Poem of the Day, August 5, 2014

Two Rivers


I cross this river twice a day

at sixty miles an hour.

This city was built here

one hundred and eighty-seven years ago

at the confluence of these two great streams.


We know the names of the first settlers

and the first fort

But the lore of these rivers has been lost

Their names, Kanawha and Walhonde

Are only words on signs

No one even wonders what they meant.


Now these rivers are broad, grey channels

their banks neatly mowed

or covered with processed stone.

But one imagines great magnitudes

and asymmetric intricacies

long, laughing shoals

giant rocks

deep green pools

Virgin groves of overhanging sycamore and beech

Making shady tunnels.

Broad, teeming shallows

and places where the flow split into gnarled fingers

all untouched.

One imagines spawning runs

of monstrous, unnamed and vanished species

thousands moving against the current with a passion stronger than death

in answer to some silent call whose volume overwhelms them

Armies of dorsal fins slitting the frigid river’s surface

and scaly bodies, long as jungle snakes

slithering, twisting and flashing white over shallow rocks

and waiting in rows beneath a white curl of water.

So many that their migration

makes an echoing chorus of their million fin-whispers:

a seething, ocean sound

or like a steady rain on the river’s face.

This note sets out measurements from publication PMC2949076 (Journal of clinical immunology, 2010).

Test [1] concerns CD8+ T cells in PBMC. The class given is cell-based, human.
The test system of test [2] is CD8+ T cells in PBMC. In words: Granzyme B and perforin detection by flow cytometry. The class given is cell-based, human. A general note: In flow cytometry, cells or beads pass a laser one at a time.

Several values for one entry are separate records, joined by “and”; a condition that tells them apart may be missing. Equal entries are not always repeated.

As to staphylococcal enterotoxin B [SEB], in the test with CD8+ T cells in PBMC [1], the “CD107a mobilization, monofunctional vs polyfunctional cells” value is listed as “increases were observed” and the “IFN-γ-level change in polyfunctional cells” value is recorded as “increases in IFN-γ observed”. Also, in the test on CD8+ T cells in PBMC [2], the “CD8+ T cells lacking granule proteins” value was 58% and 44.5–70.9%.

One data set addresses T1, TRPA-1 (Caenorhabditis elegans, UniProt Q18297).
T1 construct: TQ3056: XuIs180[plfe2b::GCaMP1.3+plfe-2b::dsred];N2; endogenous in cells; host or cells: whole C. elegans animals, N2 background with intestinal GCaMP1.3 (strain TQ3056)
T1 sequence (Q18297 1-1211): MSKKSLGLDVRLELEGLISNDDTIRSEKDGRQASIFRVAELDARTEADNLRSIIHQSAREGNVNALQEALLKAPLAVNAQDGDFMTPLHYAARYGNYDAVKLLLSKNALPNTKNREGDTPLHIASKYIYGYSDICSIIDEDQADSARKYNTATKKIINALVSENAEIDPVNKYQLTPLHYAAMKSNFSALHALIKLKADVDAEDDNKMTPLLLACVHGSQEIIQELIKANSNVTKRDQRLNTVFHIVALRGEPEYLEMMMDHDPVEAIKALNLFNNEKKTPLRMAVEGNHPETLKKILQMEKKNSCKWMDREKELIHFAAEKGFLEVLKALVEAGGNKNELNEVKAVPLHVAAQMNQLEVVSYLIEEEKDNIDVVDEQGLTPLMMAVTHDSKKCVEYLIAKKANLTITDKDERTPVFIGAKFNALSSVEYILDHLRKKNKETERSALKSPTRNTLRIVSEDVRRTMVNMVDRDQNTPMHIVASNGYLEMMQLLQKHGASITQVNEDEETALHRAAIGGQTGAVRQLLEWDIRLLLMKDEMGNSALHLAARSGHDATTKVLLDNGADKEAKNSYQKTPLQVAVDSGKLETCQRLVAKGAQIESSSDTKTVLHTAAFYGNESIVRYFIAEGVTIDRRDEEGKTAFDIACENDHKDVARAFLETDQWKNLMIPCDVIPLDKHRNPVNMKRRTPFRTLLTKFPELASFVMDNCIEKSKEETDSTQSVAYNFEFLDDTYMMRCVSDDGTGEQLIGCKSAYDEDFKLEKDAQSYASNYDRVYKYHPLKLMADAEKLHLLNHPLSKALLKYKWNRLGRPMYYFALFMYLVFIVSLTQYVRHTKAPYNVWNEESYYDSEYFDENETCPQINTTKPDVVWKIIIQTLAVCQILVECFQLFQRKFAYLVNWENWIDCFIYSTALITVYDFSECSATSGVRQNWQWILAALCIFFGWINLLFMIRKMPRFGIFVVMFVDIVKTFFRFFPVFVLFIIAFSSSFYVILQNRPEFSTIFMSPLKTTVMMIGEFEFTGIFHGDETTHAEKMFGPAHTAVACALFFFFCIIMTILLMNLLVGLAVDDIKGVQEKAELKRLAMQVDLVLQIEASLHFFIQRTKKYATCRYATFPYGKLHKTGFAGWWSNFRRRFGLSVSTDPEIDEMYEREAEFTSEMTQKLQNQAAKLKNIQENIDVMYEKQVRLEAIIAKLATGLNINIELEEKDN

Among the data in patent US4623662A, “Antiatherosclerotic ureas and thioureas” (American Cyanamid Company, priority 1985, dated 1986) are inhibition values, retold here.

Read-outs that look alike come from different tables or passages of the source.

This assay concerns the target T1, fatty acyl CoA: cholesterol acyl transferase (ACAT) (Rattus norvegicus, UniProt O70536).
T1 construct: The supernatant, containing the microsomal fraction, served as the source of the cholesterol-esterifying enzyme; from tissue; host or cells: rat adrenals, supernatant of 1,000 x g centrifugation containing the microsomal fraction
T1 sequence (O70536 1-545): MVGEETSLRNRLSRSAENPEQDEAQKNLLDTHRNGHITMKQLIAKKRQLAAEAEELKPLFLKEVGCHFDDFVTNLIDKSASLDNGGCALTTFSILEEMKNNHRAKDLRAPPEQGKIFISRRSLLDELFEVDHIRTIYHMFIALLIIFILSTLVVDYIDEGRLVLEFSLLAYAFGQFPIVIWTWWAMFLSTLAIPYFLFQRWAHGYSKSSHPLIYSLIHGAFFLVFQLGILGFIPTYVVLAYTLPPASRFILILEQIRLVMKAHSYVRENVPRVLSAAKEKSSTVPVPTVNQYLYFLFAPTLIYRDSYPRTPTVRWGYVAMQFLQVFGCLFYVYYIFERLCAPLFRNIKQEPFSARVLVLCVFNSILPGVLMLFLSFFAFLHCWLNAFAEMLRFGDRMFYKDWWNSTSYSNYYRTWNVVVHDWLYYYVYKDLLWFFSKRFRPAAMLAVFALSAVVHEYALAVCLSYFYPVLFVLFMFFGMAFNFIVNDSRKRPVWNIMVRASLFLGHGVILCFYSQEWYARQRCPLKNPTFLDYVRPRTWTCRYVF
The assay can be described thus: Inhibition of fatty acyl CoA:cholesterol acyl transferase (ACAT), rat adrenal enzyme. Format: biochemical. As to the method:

One imagines painted tribesmen

wading with spears

impervious to the cold

seizing the day

and knowing the meaning of those names

Kanawha and Walhonde

In some language that had no word

for fence.


At 6:24 a.m.

On September 23, 2002

I saw this while crossing these rivers

at sixty miles an hour.

A great cloud of black birds

(I did not know their species)

Flew upstream from the bridge

a black morphing, whirling like a spirit unbound.

Dropping from the concrete piers,

they skimmed above the flat water

Racing upstream to some precise

but unmarked spot

just off the north bank

Was this an obedience to some ancient, ancestral memory

of some once fecund feeding water?


There they dove at the placid surface

in such numbers and force

that they tore the water

like strafing guns.

Then they ascended on a thousand vectors

and wheeled in lunatic circles

and dove again.


That is all I saw on September 23, 2002

In the eight seconds that I could see

As I crossed the bridge at the exit ramp

and dropped behind the office towers.


Copyright 2014














This entry was posted in blogging, creative process, literature, modern poetry, new voices, new writers, poetry, writing and tagged , , , , , , , . Bookmark the permalink.

Leave a Reply

Fill in your details below or click an icon to log in:

WordPress.com Logo

You are commenting using your WordPress.com account. Log Out /  Change )

Twitter picture

You are commenting using your Twitter account. Log Out /  Change )

Facebook photo

You are commenting using your Facebook account. Log Out /  Change )

Connecting to %s